As closer and closer examinations of Republican presidential candidate Tim Pawlenty's radical tax cut agenda continue to illustrate just how extraordinarily huge his handout to the richest Americans would be, it's probably worth recapitulating the severe problems that plague his tax-cuts-will-raise-revenue thesis. This is an exercise we've gone through before, but as long as Republicans running for President continue to repeat it, we will continue to shoot it down.
On Monday, Slate's Dave Weigel captured Pawlenty's most recent obeisance at the altar of Ronald Reagan.
"When Ronald Reagan cut taxes in a significant way," said Pawlenty, "revenues actually increased by almost 100 percent during his eight years as president. So this idea that significant, big tax cuts necessarily result in lower revenues -- history does not [bear] that out."
So what really happened during Reagan's term of office? The short version is that the Gipper passed a huge tax cut shortly after taking office, but without equivalent spending cuts, deficits ballooned so fast that he had to undo about half of his initial cuts with a series of big tax hikes. The economy did surge, but much of that probably had to do with Paul Volcker's successful crackdown on inflation and a collapse in oil prices. Meanwhile, the increase in tax revenue per capita, adjusted for inflation, did not come anywhere close to what was achieved after additional tax hikes during Bill Clinton's term of office.
But why take my word for it? How about listening to what people who were there have to say?
Earlier this year, David Stockman, Reagan's budget director, summarized the relevant information for Salon:
The tax burden rose during the Reagan era as well. Specifically, when Reagan left office Federal taxes accounted for 18.4 percent of GDP -- a figure slightly higher than the 1960-80 average of 18.0 percent. More importantly, nearly half of the massive 1981 tax reduction -- festooned as it was with every manner of special interest tax breaks that K-Street lobbyists could conjure -- was recouped during the next four years in a series of annual deficit reduction bills that a bi-partisan majority was able to persuade the President to sign....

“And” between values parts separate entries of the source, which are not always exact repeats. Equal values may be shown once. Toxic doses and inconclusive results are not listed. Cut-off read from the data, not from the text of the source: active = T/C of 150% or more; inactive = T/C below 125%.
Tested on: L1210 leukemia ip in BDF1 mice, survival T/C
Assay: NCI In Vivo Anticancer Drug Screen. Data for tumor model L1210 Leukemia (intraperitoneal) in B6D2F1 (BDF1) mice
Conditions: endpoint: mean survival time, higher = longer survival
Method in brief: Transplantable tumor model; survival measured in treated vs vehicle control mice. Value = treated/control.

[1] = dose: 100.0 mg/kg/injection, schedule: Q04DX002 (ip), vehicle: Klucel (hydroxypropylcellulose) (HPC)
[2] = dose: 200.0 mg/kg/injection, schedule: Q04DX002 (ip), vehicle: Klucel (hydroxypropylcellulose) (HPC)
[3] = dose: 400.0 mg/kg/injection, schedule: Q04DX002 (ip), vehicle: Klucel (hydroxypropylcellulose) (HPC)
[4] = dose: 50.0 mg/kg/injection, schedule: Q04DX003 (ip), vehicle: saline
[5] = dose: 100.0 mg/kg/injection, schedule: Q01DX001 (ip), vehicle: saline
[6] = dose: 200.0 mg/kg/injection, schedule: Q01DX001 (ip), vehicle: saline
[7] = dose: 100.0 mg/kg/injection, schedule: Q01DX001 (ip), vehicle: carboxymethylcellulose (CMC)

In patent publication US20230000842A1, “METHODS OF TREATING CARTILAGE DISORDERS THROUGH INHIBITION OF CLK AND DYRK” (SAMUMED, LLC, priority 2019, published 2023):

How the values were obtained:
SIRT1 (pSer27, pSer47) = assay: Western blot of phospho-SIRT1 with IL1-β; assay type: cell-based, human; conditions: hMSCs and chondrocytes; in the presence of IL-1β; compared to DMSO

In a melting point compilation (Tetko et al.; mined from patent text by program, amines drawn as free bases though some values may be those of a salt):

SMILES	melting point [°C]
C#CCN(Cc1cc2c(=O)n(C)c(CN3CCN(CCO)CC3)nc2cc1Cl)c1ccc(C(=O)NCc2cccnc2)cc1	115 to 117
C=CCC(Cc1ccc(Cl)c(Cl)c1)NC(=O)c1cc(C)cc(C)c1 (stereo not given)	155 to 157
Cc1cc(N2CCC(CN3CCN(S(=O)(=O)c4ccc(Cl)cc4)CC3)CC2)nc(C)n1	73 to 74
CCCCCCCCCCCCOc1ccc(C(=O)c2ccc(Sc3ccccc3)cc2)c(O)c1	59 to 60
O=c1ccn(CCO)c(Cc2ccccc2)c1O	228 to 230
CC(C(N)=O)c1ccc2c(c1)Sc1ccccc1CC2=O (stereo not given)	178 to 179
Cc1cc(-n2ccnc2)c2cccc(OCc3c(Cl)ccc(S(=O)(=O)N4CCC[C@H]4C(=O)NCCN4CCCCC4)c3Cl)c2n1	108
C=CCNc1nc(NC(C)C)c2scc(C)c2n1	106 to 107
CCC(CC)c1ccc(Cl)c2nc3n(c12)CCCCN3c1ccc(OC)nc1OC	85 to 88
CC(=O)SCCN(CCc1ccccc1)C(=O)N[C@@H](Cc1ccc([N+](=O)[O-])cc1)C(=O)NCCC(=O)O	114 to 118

The wrong lesson was taken from the 1980s. We didn't cut back government at all; government got bigger. We didn't reduce the tax burden, we just avoided increases. But the conclusion was drawn that there was a great prosperity in the 1980s due to the Reagan tax cut. I don't believe that at all. I believe that the expansion that we had for a few years was due to the fact that Paul Volcker's Fed crushed inflation.
In 1982 alone, [Reagan] signed into law not one but two major tax increases. The Tax Equity and Fiscal Responsibility Act (TEFRA) raised taxes by $37.5 billion per year and the Highway Revenue Act raised the gasoline tax by another $3.3 billion.
According to a recent Treasury Department study, TEFRA alone raised taxes by almost 1 percent of the gross domestic product, making it the largest peacetime tax increase in American history. An increase of similar magnitude today would raise more than $100 billion per year.
Reagan did initially lower the top income tax bracket from 70 percent to 28 percent, and there is some academic evidence that reductions in very high tax brackets can result in some positive tax revenue. But the lower you go, the worse the impact on overall revenues becomes.
Meanwhile, the converse claim, that tax hikes automatically hurt the economy, is simply not supported by recent history. As I wrote just a few months ago:
If you look at the raw numbers of federal tax revenue over the last 40 years, you will notice a striking phenomenon -- the numbers almost always go up, except in the case of deep recessions. This is basically a function of population growth, and it happens whether taxes are cut, or raised.
But the raw totals don't tell you much, because of inflation. In 2006, Time business columnist Justin Fox adjusted the raw federal tax income revenue totals for inflation, and discovered an interesting thing. Revenue fell in the first few years after both Reagan and Bush's tax cuts, before growth resumed. In 2008, Paul Krugman adjusted for both inflation and population growth, to try to figure out the per-capita tax revenue increase for each decade since Reagan, and found something even more enlightening. Real revenues per capita rose 19 percent from 1980-1988. From 1992-2000, real revenues per capita rose 41 percent -- after tax hikes by both George H. W. Bush and Bill Clinton! And the numbers for George W. Bush? Pure disaster.